End of Winter Care for Lawn – 8 Tips to Foster a Lush Lawn

Winter is one of the seasons no one looks forward to (except for Christmas), and is perhaps the only season where lawn care is the last thing on your mind! 

But now that the harsh winter is coming to an end, and spring is right around the corner, it’s time to tackle a few simple chores to help your lawn bounce back from the chilly climate, and thrive for years to come. 

There are several ways to prepare your lawn after the end of winter including raking up the leaves and grass blades that didn’t survive the winter months, overseeding thin, bare spots in the yard, aerating, dethatching, mowing the grass to the right height, and checking and bringing nutrient deficiency under control by applying slow-release fertilizer or quick-release fertilizer. 

Key Takeaways: End of Winter Lawn Care 

  • Grass goes dormant in the winter and doesn’t die when cared for properly during the cooler months and warmer months
  • Key signs of winterkill include pink or grey grass mold, grass winter desiccation, and ice damage to grass
  • Keep your yard clean throughout the winter, and overseed in the spring to encourage new growth 
  • Assess the soil and aerate if necessary in the spring 
  • Apply winter fertilizer in the fall, and a good fertilizer in the spring

Does Grass Die in the Winter?

This is a question that frequently crops up among homeowners and the answer is a bit more complex than a simple yes or no.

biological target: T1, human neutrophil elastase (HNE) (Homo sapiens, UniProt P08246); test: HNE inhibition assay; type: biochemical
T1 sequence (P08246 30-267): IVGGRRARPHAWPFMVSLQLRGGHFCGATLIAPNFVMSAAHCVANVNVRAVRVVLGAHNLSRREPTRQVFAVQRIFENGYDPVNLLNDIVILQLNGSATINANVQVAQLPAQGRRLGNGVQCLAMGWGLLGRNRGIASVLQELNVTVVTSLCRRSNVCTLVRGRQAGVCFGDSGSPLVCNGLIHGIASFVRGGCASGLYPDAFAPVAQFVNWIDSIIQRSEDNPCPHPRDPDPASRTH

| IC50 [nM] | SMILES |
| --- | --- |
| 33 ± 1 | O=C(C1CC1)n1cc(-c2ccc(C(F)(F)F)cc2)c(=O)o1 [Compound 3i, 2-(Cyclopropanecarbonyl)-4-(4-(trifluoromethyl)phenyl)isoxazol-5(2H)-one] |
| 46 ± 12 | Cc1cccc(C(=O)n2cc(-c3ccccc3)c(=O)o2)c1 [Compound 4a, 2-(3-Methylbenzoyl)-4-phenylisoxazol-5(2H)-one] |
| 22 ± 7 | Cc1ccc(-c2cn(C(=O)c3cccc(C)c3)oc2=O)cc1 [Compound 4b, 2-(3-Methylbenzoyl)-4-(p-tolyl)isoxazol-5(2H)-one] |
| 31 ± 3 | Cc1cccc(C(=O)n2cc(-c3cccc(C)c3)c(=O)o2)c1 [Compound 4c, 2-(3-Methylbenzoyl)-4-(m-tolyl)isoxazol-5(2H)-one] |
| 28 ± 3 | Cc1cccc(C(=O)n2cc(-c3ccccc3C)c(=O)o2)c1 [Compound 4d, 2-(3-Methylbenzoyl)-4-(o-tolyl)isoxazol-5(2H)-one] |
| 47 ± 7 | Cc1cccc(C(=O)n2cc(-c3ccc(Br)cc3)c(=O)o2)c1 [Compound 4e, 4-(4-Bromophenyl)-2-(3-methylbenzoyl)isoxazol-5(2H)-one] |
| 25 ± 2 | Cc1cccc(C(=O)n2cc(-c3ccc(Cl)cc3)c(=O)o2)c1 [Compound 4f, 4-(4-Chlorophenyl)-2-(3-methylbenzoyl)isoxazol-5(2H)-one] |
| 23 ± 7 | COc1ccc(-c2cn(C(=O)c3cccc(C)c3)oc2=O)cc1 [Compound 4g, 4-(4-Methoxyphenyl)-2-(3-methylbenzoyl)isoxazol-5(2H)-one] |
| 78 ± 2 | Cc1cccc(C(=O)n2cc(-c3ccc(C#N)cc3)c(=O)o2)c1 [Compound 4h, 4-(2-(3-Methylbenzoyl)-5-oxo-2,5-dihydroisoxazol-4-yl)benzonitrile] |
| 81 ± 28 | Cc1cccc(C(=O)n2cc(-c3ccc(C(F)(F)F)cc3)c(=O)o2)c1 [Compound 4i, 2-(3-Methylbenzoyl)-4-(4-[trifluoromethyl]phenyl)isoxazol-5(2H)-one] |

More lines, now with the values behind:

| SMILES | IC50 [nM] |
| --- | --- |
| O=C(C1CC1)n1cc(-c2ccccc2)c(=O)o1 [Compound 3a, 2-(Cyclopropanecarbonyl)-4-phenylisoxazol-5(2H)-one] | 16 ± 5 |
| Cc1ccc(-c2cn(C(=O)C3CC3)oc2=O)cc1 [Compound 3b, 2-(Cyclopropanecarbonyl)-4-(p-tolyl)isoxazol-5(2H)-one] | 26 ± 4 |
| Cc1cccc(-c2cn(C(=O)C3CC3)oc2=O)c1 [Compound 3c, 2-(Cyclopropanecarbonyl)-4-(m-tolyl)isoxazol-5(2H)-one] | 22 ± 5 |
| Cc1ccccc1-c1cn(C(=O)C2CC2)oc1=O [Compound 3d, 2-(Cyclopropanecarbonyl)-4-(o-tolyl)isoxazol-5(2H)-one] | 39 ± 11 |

It’s important to note that healthy grass requires your attention in all seasons, or else it can die. Cool-season grasses and warm-season grasses generally go dormant in the winter, which is essentially a period when your lawn goes to sleep. 

But here’s what’s tricky; dead grass is difficult to detect in the middle of the winter because dormant grass turns brown to conserve water and nutrients, making it seem as though it’s dead. 

To avoid guesswork, there are a few signs of winterkill – an umbrella term for the effects winter can have on your lawn. 

3 Signs of Winterkill 

While these issues cannot be avoided completely, there are a few things you can do to get your gorgeous lawn back. Here are some signs of winterkill, and what you can do in the spring to revive your lawn. 

Pink or grey grass mold

Snow mold is a type of fungus that looks like snow and tends to damage or kill grass after the snow melts, typically in late winter. 

There are two types of snow mold-pink snow mold and grey snow mold, and both types can trigger allergies in people and cause your grass to die. 

The bad news is that when you notice snow mold in your lawn, the damage has already been done, and even applying fungicides that kill mold at this point won’t do any good. 

You’ll have to wait until the weather warms up and the soil dries to get a better idea of the area of grass that’s been affected. Remember, pink snow mold can kill grass roots as well as the blades, but your lawn may be able to bounce back if affected by grey snow mold, given that it doesn’t kill the roots.